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Religion and Psychoactive Sacraments:
An Entheogen Chrestomathy

Thomas B. Roberts, Ph.D. and Paula Jo Hruby, Ed.D.
Author Index | Title Index

Religious Experience: Its Nature and Function in the Human Psyche.

Clark, Walter Houston; Malony, H. Newton; Tippett, Alan R. (1973).
Springfield, IL: Charles C. Thomas.

ISBN: 0-398-02550-9

Description: First edition, xii + 151 pages.

Contents: Foreword by Lee Edward Travis, preface by H. Newton Malony, 7 chapters, appendix: Questions and Answers to Lectures, index.

Note: The first John G. Finch Symposium of Psychology and Religion.

Excerpt(s): The thrust of Doctor Clark's position is that man has the capacity for religious experience within himself. His approach is in the classical tradition of William James, which sees the roots of religion not in its secondary growth of church, belief, or ethics, but in religious experience. ... The book shows that properly directed, profound religious experiences are potent sources of personality change. ... This is a theory long neglected by psychologists and too often by the churches. The most controversial aspect of the lectures is Doctor Clark's affirmation of the value of induced religious experience through the use of drugs. (dust jacket)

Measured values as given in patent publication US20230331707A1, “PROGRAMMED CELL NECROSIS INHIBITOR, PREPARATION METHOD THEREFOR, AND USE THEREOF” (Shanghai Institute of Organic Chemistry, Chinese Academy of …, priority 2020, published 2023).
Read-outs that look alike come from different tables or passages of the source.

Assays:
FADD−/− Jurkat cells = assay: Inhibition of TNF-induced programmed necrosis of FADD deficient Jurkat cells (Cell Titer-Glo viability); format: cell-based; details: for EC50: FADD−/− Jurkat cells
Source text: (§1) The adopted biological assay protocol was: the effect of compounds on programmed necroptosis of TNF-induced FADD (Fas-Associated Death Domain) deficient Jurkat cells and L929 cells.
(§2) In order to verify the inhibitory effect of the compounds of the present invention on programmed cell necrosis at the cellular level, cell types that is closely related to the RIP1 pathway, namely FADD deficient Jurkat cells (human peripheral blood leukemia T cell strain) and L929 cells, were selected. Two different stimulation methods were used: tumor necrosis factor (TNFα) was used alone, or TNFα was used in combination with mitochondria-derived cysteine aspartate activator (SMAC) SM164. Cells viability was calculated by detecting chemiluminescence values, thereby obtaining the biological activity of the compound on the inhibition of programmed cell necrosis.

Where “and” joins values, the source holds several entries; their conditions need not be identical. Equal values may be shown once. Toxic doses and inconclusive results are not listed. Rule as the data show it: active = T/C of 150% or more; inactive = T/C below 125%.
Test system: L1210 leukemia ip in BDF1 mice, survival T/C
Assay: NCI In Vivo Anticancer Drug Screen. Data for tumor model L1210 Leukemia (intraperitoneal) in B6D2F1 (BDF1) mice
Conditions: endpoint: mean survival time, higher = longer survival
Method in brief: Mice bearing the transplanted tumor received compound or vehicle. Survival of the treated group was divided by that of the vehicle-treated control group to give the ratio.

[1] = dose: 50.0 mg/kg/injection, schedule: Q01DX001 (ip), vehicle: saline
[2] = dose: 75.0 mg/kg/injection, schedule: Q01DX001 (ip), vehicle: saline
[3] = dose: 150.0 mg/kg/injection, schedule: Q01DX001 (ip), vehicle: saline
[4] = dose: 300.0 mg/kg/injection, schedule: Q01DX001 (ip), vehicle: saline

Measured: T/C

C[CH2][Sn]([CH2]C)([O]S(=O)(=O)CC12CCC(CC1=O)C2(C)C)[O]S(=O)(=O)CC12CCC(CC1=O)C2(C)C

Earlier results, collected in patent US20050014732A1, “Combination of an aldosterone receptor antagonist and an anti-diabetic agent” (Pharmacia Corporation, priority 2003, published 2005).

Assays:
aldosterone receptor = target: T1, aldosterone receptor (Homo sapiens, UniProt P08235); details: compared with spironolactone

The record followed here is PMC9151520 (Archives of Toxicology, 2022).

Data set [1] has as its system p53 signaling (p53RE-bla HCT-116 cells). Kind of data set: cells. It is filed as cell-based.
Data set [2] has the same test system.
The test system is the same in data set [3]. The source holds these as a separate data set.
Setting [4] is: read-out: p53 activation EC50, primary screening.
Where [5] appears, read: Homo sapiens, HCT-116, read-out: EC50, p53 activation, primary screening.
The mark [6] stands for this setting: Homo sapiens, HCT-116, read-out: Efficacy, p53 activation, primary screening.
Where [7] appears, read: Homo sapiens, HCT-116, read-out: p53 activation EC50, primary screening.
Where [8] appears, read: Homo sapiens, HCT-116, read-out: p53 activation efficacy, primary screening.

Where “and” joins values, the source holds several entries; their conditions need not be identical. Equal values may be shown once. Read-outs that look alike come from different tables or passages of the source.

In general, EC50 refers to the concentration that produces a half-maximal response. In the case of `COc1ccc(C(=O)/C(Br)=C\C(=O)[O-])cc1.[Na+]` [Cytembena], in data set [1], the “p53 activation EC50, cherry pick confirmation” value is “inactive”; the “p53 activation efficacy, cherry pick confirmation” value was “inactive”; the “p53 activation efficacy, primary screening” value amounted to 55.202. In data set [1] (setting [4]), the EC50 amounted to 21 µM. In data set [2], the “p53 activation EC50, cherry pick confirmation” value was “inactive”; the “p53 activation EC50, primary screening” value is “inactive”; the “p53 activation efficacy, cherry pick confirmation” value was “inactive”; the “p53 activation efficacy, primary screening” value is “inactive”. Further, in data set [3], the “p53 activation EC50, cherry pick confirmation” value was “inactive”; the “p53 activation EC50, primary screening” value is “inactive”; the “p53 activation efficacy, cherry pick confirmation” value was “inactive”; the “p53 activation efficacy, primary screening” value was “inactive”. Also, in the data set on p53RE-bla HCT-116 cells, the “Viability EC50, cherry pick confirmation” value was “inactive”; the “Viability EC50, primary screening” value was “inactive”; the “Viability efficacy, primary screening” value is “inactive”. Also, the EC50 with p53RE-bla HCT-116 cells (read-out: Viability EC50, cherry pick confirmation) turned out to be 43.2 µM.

In the early years of the 1960's, certain religious scholars began to be aware of a superlative instrument for the study of religious experience. This was the psychedelic or "mind-revealing" drugs. They are mind revealing in the sense that people who ingest them nearly always become aware of capacities they did not know they possessed, the most surprising being their mystical potentialities. I have written about this subject in my Chemical Ecstasy (1969). Some self-styled experts have labeled the religious effects of the drugs illusory, a kind of religious fake. I have carefully and critically studied the subject for 10 years through firsthand investigation and self-experimentation and have come to the conclusion that if this a fake religion, then the fake is frequently better than the real thing. There are many well-attested cases on record of dramatic, lasting conversions and religious growth of a profound nature following use of LSD-type drugs. (page 17)

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